I can spot them in a crowded playground. I can pick their voices out in a noisy lunchroom. I'm already hating the thought of leaving them in late October when the teacher I'm subbing returns from pregnancy leave. Three weeks in, they are my kids... until they aren't.
16 hearts that rise and fall over "who likes who" one minute and how they did on a math test the next... cause me to work so hard that last week I came home on Friday, fell asleep on the couch at 4:30, slept until 6:30, stayed up another two hours then crashed for TEN hours. I've graded dozens of papers, searched for the absolute best way to teach the curriculum, and spent time learning how to use the technology I have access to. It's a testimony to the human ability to adapt and overcome that I'm awake right now and doing pretty well. But it's the third week in.
By now I've realized that my belief in them isn't always returned by their best effort. I can pull some into the teaching by using unique strategies and my immense personal charm... (insert laugh here) but not all of them and not all the time. I've seen them fail when they shouldn't have and seen them enjoy success and not learn from it. My commitment to teaching them the facts they need is only part of what I'm working to get across. I want them to learn to learn. I want them to embrace personal responsibility for their actions and their inactions. That doesn't make me the good guy some of the time though. So be it. I want the best for them and out of them so this year will be one they look back on with pride of accomplishment.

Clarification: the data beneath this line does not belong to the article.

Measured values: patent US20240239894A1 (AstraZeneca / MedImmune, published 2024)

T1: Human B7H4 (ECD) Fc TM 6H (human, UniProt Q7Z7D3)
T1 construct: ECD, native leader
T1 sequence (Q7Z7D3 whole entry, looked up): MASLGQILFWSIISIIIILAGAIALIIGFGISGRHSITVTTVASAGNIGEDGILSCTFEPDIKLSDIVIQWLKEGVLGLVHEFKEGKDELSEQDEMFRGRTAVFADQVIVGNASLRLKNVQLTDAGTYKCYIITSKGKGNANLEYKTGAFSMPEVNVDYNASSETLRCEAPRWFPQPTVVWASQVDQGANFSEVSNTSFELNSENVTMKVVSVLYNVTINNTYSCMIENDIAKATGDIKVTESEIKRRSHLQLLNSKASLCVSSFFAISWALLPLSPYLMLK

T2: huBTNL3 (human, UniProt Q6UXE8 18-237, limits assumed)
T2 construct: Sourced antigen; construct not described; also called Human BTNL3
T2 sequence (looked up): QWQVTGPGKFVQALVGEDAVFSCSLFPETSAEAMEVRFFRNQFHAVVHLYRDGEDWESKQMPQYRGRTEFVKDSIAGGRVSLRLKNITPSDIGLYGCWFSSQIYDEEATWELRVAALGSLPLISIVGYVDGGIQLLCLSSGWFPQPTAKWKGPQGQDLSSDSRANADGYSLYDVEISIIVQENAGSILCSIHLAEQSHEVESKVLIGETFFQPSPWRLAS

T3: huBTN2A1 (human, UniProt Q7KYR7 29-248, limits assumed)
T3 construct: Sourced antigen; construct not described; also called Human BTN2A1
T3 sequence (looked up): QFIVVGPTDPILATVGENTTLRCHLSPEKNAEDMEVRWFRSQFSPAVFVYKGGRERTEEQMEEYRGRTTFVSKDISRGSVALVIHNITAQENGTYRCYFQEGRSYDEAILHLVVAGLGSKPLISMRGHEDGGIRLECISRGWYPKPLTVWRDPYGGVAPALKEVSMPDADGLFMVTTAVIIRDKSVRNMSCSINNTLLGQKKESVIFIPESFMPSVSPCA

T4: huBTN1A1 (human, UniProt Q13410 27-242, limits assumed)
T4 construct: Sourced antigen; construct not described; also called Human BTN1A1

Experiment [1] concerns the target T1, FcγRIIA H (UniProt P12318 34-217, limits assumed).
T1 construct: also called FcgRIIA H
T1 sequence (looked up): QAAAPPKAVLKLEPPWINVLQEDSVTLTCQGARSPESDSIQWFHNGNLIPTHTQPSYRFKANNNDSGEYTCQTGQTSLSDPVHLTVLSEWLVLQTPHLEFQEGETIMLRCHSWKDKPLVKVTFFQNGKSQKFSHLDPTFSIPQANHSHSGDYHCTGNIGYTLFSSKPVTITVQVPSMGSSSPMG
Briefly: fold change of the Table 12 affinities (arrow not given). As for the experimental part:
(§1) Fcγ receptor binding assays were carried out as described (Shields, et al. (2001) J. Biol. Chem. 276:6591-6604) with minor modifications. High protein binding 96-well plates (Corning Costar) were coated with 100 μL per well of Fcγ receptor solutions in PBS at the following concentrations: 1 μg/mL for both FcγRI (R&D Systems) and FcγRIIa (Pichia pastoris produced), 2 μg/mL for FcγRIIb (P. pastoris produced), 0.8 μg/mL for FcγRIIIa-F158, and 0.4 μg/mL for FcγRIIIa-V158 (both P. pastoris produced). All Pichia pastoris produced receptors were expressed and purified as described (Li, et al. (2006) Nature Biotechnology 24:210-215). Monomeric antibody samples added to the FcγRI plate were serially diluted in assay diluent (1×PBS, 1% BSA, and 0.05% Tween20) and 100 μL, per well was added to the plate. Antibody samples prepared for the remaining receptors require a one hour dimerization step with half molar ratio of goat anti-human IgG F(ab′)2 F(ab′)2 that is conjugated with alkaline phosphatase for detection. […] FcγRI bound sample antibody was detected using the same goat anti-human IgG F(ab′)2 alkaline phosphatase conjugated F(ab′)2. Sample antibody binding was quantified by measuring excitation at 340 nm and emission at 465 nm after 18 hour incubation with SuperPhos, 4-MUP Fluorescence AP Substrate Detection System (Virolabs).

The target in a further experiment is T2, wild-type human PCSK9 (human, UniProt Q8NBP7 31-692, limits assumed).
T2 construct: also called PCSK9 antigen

Every morning as I put their chairs back on the floor, I quietly voice a prayer for each of them by name - that on the day that's about to unfold I will be able to lead them to learn and to grow. Yes, I ask to come God into the classroom, everyday. And He does.
Three weeks in.